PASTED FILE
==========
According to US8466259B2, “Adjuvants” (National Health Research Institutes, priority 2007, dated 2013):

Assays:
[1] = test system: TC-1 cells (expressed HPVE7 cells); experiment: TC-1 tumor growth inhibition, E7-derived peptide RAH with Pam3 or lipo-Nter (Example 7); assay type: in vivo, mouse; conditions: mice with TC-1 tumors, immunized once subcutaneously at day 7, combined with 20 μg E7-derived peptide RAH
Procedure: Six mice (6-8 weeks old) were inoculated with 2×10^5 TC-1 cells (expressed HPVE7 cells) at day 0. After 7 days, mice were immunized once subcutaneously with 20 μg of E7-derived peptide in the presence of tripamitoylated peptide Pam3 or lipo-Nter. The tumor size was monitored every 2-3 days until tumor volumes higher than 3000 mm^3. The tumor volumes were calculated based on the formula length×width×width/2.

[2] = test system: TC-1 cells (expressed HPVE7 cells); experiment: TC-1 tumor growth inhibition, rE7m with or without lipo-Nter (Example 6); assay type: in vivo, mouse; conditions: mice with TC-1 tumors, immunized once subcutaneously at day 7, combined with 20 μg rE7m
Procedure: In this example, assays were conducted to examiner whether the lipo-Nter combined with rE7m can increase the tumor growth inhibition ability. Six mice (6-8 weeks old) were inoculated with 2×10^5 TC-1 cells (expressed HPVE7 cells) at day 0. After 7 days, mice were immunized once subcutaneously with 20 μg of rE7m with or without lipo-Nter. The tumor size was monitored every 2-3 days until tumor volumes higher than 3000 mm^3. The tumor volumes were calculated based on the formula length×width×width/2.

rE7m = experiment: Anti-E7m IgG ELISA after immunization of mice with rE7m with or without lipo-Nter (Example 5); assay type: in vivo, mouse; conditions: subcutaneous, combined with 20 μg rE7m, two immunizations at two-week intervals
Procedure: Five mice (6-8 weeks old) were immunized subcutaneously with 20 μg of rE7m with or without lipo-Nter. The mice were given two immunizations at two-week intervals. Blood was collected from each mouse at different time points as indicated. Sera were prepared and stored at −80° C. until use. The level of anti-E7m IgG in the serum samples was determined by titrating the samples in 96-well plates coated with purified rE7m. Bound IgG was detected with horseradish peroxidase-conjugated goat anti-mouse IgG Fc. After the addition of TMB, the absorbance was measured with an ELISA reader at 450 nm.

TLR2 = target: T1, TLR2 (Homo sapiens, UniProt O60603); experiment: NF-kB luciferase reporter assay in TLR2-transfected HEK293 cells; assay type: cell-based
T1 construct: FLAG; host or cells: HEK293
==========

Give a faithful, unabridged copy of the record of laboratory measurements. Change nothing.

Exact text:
According to US8466259B2, “Adjuvants” (National Health Research Institutes, priority 2007, dated 2013):

Assays:
[1] = test system: TC-1 cells (expressed HPVE7 cells); experiment: TC-1 tumor growth inhibition, E7-derived peptide RAH with Pam3 or lipo-Nter (Example 7); assay type: in vivo, mouse; conditions: mice with TC-1 tumors, immunized once subcutaneously at day 7, combined with 20 μg E7-derived peptide RAH
Procedure: Six mice (6-8 weeks old) were inoculated with 2×10^5 TC-1 cells (expressed HPVE7 cells) at day 0. After 7 days, mice were immunized once subcutaneously with 20 μg of E7-derived peptide in the presence of tripamitoylated peptide Pam3 or lipo-Nter. The tumor size was monitored every 2-3 days until tumor volumes higher than 3000 mm^3. The tumor volumes were calculated based on the formula length×width×width/2.

[2] = test system: TC-1 cells (expressed HPVE7 cells); experiment: TC-1 tumor growth inhibition, rE7m with or without lipo-Nter (Example 6); assay type: in vivo, mouse; conditions: mice with TC-1 tumors, immunized once subcutaneously at day 7, combined with 20 μg rE7m
Procedure: In this example, assays were conducted to examiner whether the lipo-Nter combined with rE7m can increase the tumor growth inhibition ability. Six mice (6-8 weeks old) were inoculated with 2×10^5 TC-1 cells (expressed HPVE7 cells) at day 0. After 7 days, mice were immunized once subcutaneously with 20 μg of rE7m with or without lipo-Nter. The tumor size was monitored every 2-3 days until tumor volumes higher than 3000 mm^3. The tumor volumes were calculated based on the formula length×width×width/2.

rE7m = experiment: Anti-E7m IgG ELISA after immunization of mice with rE7m with or without lipo-Nter (Example 5); assay type: in vivo, mouse; conditions: subcutaneous, combined with 20 μg rE7m, two immunizations at two-week intervals
Procedure: Five mice (6-8 weeks old) were immunized subcutaneously with 20 μg of rE7m with or without lipo-Nter. The mice were given two immunizations at two-week intervals. Blood was collected from each mouse at different time points as indicated. Sera were prepared and stored at −80° C. until use. The level of anti-E7m IgG in the serum samples was determined by titrating the samples in 96-well plates coated with purified rE7m. Bound IgG was detected with horseradish peroxidase-conjugated goat anti-mouse IgG Fc. After the addition of TMB, the absorbance was measured with an ELISA reader at 450 nm.

TLR2 = target: T1, TLR2 (Homo sapiens, UniProt O60603); experiment: NF-kB luciferase reporter assay in TLR2-transfected HEK293 cells; assay type: cell-based
T1 construct: FLAG; host or cells: HEK293